Clouded Leopards

Few animals rival the beauty of the clouded leopard, one of nature’s most mysterious felines and a species which can be seen at the Houston Zoo.

Named for its cloud-shaped spots or “ellipses,” this nocturnal creature makes its home in the tropical rainforests and dry woodlands of Southeast Asia, and is considered one of the most acrobatic climbers in the cat family.  “Cloudeds” can leap from tree to tree, maneuver quite well both above and beneath branches, hang upside-down by their hind feet, and even race head-first down vertical trunks. The cat’s long tail, which can reach three feet and is equal in length to the body, helps the animal maintain its balance high up in the forest canopy. Another unique feature of this species is its long canines, which are longer in proportion to body size than those of any other living cats.  In a sense, the clouded leopard is a medium sized saber-toothed tiger designed for the treetops.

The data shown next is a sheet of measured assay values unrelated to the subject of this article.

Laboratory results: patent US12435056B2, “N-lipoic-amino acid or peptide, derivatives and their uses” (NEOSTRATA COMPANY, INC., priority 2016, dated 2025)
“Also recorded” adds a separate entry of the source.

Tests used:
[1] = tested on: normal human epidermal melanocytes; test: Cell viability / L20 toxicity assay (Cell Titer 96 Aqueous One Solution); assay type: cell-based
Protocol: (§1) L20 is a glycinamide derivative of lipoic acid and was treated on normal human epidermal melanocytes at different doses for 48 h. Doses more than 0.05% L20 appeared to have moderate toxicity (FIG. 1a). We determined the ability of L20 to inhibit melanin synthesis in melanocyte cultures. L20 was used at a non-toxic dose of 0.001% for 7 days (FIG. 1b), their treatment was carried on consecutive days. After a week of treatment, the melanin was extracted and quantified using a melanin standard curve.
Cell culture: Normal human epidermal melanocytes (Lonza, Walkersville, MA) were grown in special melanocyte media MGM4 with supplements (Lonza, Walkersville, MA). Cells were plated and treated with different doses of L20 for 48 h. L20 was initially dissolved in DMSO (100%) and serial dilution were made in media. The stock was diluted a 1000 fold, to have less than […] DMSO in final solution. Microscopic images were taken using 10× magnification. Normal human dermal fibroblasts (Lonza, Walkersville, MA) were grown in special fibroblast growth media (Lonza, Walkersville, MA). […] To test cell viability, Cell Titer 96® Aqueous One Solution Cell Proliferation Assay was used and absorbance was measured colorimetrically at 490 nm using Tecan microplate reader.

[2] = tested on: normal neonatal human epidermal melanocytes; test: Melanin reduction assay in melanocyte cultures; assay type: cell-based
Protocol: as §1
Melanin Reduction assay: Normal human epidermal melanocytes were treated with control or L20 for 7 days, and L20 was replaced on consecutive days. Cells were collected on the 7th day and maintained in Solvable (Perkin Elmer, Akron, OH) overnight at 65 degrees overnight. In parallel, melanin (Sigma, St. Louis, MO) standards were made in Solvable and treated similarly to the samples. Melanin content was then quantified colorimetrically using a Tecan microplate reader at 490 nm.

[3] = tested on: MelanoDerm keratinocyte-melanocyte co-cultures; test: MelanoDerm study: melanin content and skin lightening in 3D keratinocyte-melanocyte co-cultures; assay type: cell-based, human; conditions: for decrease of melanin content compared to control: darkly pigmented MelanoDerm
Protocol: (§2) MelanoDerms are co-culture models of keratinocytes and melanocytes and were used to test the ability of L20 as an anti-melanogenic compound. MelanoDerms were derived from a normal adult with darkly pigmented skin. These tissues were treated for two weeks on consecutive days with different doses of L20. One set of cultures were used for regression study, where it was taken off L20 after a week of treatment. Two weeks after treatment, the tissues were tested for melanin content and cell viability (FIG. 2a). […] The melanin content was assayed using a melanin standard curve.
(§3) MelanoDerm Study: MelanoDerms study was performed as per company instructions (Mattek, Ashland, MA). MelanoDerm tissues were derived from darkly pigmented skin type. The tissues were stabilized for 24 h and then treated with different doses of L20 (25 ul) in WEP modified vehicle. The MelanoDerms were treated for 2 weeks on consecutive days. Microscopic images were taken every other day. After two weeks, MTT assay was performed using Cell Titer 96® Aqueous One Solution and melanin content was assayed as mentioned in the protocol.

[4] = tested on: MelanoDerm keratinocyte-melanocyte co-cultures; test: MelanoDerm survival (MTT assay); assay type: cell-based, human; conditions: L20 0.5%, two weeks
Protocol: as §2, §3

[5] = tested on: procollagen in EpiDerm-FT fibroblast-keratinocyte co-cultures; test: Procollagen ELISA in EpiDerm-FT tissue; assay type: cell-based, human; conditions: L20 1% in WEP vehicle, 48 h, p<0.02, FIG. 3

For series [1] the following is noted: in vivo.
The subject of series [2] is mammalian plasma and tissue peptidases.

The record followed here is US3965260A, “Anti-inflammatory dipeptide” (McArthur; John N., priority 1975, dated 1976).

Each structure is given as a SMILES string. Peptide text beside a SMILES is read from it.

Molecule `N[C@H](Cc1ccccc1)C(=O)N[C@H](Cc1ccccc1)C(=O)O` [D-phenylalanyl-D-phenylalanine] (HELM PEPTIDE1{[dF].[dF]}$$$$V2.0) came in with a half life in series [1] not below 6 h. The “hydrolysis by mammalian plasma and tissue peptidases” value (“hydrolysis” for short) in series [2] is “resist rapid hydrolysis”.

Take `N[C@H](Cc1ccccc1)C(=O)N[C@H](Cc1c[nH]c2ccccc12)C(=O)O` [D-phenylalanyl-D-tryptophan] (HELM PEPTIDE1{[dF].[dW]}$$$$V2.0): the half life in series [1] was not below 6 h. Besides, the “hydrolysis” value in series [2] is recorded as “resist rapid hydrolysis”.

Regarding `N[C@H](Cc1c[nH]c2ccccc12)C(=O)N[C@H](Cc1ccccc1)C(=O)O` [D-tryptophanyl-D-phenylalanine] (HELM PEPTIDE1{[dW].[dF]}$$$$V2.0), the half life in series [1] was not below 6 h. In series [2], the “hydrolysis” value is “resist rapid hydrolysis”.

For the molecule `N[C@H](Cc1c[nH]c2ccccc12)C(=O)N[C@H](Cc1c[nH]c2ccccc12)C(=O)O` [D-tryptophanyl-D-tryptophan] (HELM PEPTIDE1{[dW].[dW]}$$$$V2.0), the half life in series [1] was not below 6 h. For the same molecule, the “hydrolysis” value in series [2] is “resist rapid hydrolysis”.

Bornean Clouded Leopard, photo Wilting&Mohamed, ConCaSa

Although widely distributed and found in Indonesia, Burma, Nepal, Laos, Cambodia, Vietnam, Thailand, Sumatra, southern China and Borneo, the clouded leopard is still categorized as Vulnerable on the IUCN Red List of Threatened Species.  Its numbers are believed to be declining throughout its range and the population on Taiwan was recently extirpated – that is, wiped out.  Being nocturnal and largely solitary in nature, this species has revealed little of its social behavior to even the most determined field researchers.  However, recent genetic studies suggest that what was once thought to be a single species is actually two; populations inhabiting the islands of Borneo and Sumatra are significantly distinct from those of the mainland.  This doesn’t come as a total surprise to evolutionary biologists, but it does give higher priority to conservation actions that target these isolated populations. The Houston Zoo currently supports several wildlife projects in the state of Sabah, Malaysian Borneo: orangutan field research, human-elephant conflict mitigation, and camera-trapping surveys for native cat species including the clouded leopard.    

For more information about clouded leopards, go to www.cloudedleopard.org.



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